And then Strand and Salazar, I love both Colman and Rubén. The interesting thing about that dynamic is you have one guy who left the other to be eaten by zombies, and you have the other one, who shot the other in the face. So there's tension there. I think it will be interesting to see how they're going to manage that moving forward. We killed so many people this last season, and those calls are always quite painful and upsetting, so I would have personally, for my own peace of mind, tried to keep them alive as long as possible.

I think it's kind of cool how you're leaving your mark on the show going into Season 4 by introducing villains who are a motorcycle club. That's a very Dave Erickson thing.
Erickson:
Yeah, I'm staring at a Sons of Anarchy poster right now. What was interesting was looking for an outfit, a club, a gang, that would have existed before the apocalypse and then watching how they could — in this case, Proctor John, Ray McKinnon's character — and take that and exploit it moving forward. They're mobile by nature, they've got clubhouses across the southwest, and this particular MC has connections to criminal elements north and south of the border. So there was a certain logic in that. And I also like Proctor's sort of frontiersperson attitude toward it. This idea of the Santa Fe Trail, that this is how we're going to rebuild our civilization. You've got a guy who is self-educated and incredibly smart. We got very lucky that Ray was available to come and hang out, because he hadn't done any acting gigs since he started running Rectify. I think this is the first thing he's done since he was on Sons. But that's what I mean. Obviously there are breadcrumbs that are dropped that seem to be leading toward Texas. There's definitely animosity between Proctor John and our family. The makings of conflict are there. I don't know that that's definitely the direction the guys are going to take it in, but that's an option.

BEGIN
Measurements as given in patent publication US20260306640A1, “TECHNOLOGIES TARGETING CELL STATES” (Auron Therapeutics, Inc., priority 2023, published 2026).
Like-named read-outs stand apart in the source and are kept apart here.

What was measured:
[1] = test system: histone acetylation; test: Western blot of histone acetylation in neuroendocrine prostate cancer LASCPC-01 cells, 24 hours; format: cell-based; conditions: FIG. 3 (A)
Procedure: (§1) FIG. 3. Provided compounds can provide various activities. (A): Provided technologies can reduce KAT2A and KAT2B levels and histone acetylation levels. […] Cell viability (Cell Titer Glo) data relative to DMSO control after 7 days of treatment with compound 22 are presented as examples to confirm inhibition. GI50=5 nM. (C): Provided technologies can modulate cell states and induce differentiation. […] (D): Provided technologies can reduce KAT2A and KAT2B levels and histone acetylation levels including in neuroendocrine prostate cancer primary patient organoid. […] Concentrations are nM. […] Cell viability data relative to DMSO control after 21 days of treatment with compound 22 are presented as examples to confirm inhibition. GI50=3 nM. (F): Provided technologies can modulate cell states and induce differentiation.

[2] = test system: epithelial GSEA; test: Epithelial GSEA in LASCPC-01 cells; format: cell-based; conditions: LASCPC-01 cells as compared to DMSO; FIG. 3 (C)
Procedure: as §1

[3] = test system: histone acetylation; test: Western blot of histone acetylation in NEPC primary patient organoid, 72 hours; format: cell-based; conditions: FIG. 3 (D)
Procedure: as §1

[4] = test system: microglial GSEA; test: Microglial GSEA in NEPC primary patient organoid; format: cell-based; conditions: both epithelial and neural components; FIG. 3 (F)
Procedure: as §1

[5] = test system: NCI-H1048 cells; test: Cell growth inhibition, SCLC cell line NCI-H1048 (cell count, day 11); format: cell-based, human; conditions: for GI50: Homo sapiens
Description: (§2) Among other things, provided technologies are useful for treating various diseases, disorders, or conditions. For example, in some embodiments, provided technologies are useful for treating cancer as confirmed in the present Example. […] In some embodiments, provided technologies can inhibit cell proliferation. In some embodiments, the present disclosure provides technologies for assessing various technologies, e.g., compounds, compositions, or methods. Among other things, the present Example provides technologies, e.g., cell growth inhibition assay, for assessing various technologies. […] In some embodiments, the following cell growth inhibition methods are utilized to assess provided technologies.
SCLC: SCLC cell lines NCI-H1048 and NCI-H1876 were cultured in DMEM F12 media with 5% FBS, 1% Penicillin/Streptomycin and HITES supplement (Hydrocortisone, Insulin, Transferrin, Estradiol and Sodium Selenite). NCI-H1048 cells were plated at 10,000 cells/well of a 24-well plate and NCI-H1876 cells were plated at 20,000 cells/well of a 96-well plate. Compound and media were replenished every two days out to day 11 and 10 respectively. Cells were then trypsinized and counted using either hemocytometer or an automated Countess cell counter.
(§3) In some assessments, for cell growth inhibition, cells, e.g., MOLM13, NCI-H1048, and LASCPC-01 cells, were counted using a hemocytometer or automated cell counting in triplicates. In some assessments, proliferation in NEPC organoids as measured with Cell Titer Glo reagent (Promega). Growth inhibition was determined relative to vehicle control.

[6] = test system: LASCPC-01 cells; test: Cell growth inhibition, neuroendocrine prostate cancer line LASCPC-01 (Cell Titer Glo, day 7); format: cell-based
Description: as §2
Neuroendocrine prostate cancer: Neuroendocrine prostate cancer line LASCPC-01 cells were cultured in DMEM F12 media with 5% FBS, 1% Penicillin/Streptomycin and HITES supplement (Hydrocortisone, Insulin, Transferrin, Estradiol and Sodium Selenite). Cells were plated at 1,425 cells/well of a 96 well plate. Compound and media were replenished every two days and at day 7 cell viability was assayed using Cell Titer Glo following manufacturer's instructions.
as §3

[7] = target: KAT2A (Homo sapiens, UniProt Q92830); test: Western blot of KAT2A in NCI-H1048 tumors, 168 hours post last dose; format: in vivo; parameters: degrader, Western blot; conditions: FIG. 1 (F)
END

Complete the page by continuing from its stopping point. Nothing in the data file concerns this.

Did you have anything to do with planning the crossover or is that entirely separate?
Erickson:
That is entirely separate. I mean, I'm not surprised by it. It's interesting. They're two very different shows tonally. We abide by the same walker rules, but my sense had always been, from a geography standpoint, from a timeline standpoint, that anything could be done, but the contortions you'd have to go through to justify it would be challenging. But it's definitely doable, because they're gonna do it. So we'll what it looks like.

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It doesn't seem like something you would do, but not necessarily the wrong thing to do. Erickson: Yeah, it's not a question of good or bad, right or wrong. It's a narrative choice. And from a fan perspective, I think what's appealing now is this question of how. How are they going to do it? We know that it's happening, but how is it going to be pulled off? And I think going into Season 8 of Walking Dead and Season 4 of Fear, everyone will be leaning into that and waiting for that shoe to drop, and that will build some expectation.

So what are you leaving Fear to work on?
Erickson:
In the short term, I'm going to try to take a little bit of time off. Then my wife Sheri Elwood and I are adapting a David Cronenberg novel called Consumed as a series for AMC. We're breaking down that book right now and trying to arc it out. There are horror elements in it, as there are in a lot of Cronenberg's stuff, but it's more of a psychosexual thriller, which is also pretty big on Cronenberg's list. And then I'm going to figure out what to do with that and what to do side-by-side.

You have a deal with Sony, too, right?
Erickson:
Yeah, I'm working on Consumed with Sherri, and then I have this one show that I'm hoping is going to work out, which I can't talk about, which would be the first thing I do with Sony and hopefully that'll get concrete in the next couple of weeks.

The Walking Dead Season 8 premieres Sunday, Oct. 22 at 9/8c on AMC.